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I love my Stainless Steel anchor!

Hello Fellow Sailors:

I love my stainless steel anchor. It s beautiful! It also has never hit the water in 3 years as I never anchor out! My family loves marinas.

Big Moe
 

· Sea Slacker
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btw, all those tests show "hydrobubble" anchors doing pretty well. but there aren't any seemeingly sold or manufactured. what gives? where are those hydrobubble anchors? seems like a good idea (even if it looks a bit, erm, unusual)?
 

· Telstar 28
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I think that Hydrobubble went out of business. :) Given that their homepage is no longer active... that might be a good bet.
 

· Anchorsmith
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Stainless steel is fine for anchors, the correct marine grades are perfectly fit for purpose, and problems resulting from cheapies shouldn't slur the good quality ones. 316L is however expensive, and high tensile grades like 2205 to maintain shank strength are even more expensive. Hand polished SS versions of galv designs should be something like at least 3x the price, all things equal. If not, something's compromised...

Take a look at: Anchor materials (Rocna Knowledge Base)

Some stainless steel pornography:
www.rocna.com/images/remote/rocna-55-stainless-gallery.pdf

And re the Fortress / Danforth:
Old generation anchors (PeterSmith.net.nz)
 

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I have a stainless anchor that came with my boat. I anchor out a lot but I don't know about the PO. Whatever, my anchor is in good shape, is far from new and when I did an Ardrox crack test on it last year, there were no signs of any stress cracks.
 

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Hello Fellow Sailors:
I love my stainless steel anchor. It s beautiful! It also has never hit the water in 3 years as I never anchor out! My family loves marinas.
Big Moe
:) :) :)
"Price" seems fairly decisive when choosing anchors. It is, after all, one of the items to label "consumable" on board. People lose anchors, you may have to cut loose and run in some emergencies, and boating neighbors can create all kinds of tangles.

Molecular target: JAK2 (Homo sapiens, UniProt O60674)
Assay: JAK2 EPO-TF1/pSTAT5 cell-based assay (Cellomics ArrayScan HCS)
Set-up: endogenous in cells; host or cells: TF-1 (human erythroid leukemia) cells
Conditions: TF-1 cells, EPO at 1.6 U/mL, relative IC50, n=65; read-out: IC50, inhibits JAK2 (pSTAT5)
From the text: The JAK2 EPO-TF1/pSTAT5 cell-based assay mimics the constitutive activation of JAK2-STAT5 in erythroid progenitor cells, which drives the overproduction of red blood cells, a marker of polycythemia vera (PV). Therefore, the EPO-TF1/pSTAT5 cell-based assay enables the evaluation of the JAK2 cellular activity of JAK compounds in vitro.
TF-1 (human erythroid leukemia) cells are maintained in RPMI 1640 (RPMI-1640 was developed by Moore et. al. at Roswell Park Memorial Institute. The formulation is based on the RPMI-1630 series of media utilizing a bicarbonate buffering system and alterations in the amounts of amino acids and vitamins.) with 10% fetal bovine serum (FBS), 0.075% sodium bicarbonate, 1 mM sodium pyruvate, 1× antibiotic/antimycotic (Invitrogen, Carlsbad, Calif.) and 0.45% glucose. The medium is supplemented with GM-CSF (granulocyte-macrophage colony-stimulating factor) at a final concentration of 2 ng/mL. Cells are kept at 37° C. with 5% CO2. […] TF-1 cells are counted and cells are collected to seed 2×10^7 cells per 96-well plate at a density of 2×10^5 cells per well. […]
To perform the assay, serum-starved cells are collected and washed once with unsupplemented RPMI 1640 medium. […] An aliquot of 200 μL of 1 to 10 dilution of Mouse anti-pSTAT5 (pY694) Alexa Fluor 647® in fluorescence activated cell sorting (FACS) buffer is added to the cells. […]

I use a Spade as primary and Fortress as No.2, and it has worked well, not inexpensive, but not pure luxury either. Not to discount "quality," and certainly not ignoring design efficiencies, most of us will draw the line somewhere. It is not difficult to take anchoring to an art form if money is no object - you could add a Swisstech marker buoy with furling lines (it costs as much as the anchor itself), you could have a solar-powered strobe light for the marker buoy, not to mention half a dozen clever substitutes for the plain bosun's hook - but unless you live at anchor for months, is it strictly necessary? To me, functionality beyond the basics tastes too much like a decorated mobile home surrounded by a garden and the obligatory garden gnomes.

Stainless steel? Not bad. Next question: how much?
 

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Adamlein - they seem so ubiquitously marketed, even by respectable manufacturers like Manson and Rocna.
Perhaps just because their customers want them?? - Here you will never see any « lancha » (motor boats) with a galvanized anchor - they MUST be stainless...

OsmundL - the most common mistake is to leave too short a chain in the water.
Again a classical perceived wisdom - Holding is given by the anchor and SCOPE is important - Chain is only the best mean to avoid chaffing the line on the aggressive sea bottom.

Sailingdog - The Bruce…. They were really designed for use as very large anchors for stationary oil platforms
Again and again another classical perceived wisdom - Bruce company is a manufacturer of large anchors for stationary oil platforms - But the Bruce anchor used for pleasure boats has NEVER been designed nor used to hold oil platforms - the anchors used for this purpose are a completely different design.

Brak - for holding power and setting ability Fortress consistently comes out on top of all tests
Setting ability is one of the PROBLEMS of the Fortress anchor - and do you know why the Fortress anchor has a big holding power ?? Only because tests are done in relation with the WEIGHT of the anchors.
If you compare the Fortress with any other steel anchor - weight for weight, it has three times the steel anchor surface area.. and therefore also about three time its holding..
Try the Fortress with the same blade surface area than steel anchors, and the holding of the Fortress will be quite modest !..

Brak all those tests show "hydrobubble" anchors doing pretty well. but there aren't any seemingly sold or manufactured.
Although it is important to have a good product - the way of MARKETING it is much more important - Hydrobulb anchor was the clear winner of SAIL magazine testing 2006 - but look who is using the (modified) results of this test to promote his anchor ??-

It is also interesting to see some manufacturers who promote the use of high tensile steel for their galvanized anchors and use 316 stainless steel for their stainless steel anchors - Mechanical characteristics of 316 stainless steel are nearly identical than mechanical characteristics of mild carbon steel..

João
 

· Telstar 28
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The problem is that crevice corrosion damage is CUMULATIVE...so, continued use leads to further degradation, and the failure can occur with little warning. :)
Guys
How long do you think a ss anchor would have to be burried in the mud to have a problem? Do use your anchor instead of a mooring for those who are not at a dock?
 
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